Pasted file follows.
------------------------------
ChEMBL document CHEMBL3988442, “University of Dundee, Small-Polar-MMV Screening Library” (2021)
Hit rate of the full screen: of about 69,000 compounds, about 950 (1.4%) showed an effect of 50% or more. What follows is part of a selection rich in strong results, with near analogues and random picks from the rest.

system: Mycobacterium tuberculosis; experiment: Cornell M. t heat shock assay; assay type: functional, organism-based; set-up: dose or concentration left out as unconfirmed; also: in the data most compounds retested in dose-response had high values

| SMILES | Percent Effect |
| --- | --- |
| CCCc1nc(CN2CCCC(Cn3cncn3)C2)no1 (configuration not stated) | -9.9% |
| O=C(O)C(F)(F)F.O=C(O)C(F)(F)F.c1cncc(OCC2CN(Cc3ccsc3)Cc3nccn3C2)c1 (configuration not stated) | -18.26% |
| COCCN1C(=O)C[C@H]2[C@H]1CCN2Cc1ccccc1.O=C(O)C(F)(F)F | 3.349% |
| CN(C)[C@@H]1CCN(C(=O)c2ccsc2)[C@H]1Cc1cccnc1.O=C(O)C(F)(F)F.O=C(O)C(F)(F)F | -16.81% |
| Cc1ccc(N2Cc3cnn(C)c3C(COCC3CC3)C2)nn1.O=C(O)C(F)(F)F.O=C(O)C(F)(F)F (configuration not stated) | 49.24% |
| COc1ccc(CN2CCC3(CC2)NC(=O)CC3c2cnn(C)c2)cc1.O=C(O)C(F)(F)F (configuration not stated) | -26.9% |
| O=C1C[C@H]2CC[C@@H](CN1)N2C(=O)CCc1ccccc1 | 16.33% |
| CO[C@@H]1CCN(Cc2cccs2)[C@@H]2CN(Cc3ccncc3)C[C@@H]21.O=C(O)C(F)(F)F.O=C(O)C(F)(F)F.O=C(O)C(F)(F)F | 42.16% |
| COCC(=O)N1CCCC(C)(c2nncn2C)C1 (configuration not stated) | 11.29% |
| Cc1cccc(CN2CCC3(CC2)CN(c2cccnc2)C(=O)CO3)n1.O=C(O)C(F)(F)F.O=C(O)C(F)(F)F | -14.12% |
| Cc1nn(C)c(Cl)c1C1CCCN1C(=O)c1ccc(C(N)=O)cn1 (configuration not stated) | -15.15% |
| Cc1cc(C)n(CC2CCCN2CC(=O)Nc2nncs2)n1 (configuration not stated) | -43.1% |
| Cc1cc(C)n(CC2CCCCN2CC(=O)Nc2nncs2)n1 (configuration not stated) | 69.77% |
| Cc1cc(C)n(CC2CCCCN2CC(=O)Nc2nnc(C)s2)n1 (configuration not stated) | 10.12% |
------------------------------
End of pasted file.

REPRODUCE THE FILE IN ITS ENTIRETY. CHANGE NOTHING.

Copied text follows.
ChEMBL document CHEMBL3988442, “University of Dundee, Small-Polar-MMV Screening Library” (2021)
Hit rate of the full screen: of about 69,000 compounds, about 950 (1.4%) showed an effect of 50% or more. What follows is part of a selection rich in strong results, with near analogues and random picks from the rest.

system: Mycobacterium tuberculosis; experiment: Cornell M. t heat shock assay; assay type: functional, organism-based; set-up: dose or concentration left out as unconfirmed; also: in the data most compounds retested in dose-response had high values

| SMILES | Percent Effect |
| --- | --- |
| CCCc1nc(CN2CCCC(Cn3cncn3)C2)no1 (configuration not stated) | -9.9% |
| O=C(O)C(F)(F)F.O=C(O)C(F)(F)F.c1cncc(OCC2CN(Cc3ccsc3)Cc3nccn3C2)c1 (configuration not stated) | -18.26% |
| COCCN1C(=O)C[C@H]2[C@H]1CCN2Cc1ccccc1.O=C(O)C(F)(F)F | 3.349% |
| CN(C)[C@@H]1CCN(C(=O)c2ccsc2)[C@H]1Cc1cccnc1.O=C(O)C(F)(F)F.O=C(O)C(F)(F)F | -16.81% |
| Cc1ccc(N2Cc3cnn(C)c3C(COCC3CC3)C2)nn1.O=C(O)C(F)(F)F.O=C(O)C(F)(F)F (configuration not stated) | 49.24% |
| COc1ccc(CN2CCC3(CC2)NC(=O)CC3c2cnn(C)c2)cc1.O=C(O)C(F)(F)F (configuration not stated) | -26.9% |
| O=C1C[C@H]2CC[C@@H](CN1)N2C(=O)CCc1ccccc1 | 16.33% |
| CO[C@@H]1CCN(Cc2cccs2)[C@@H]2CN(Cc3ccncc3)C[C@@H]21.O=C(O)C(F)(F)F.O=C(O)C(F)(F)F.O=C(O)C(F)(F)F | 42.16% |
| COCC(=O)N1CCCC(C)(c2nncn2C)C1 (configuration not stated) | 11.29% |
| Cc1cccc(CN2CCC3(CC2)CN(c2cccnc2)C(=O)CO3)n1.O=C(O)C(F)(F)F.O=C(O)C(F)(F)F | -14.12% |
| Cc1nn(C)c(Cl)c1C1CCCN1C(=O)c1ccc(C(N)=O)cn1 (configuration not stated) | -15.15% |
| Cc1cc(C)n(CC2CCCN2CC(=O)Nc2nncs2)n1 (configuration not stated) | -43.1% |
| Cc1cc(C)n(CC2CCCCN2CC(=O)Nc2nncs2)n1 (configuration not stated) | 69.77% |
| Cc1cc(C)n(CC2CCCCN2CC(=O)Nc2nnc(C)s2)n1 (configuration not stated) | 10.12% |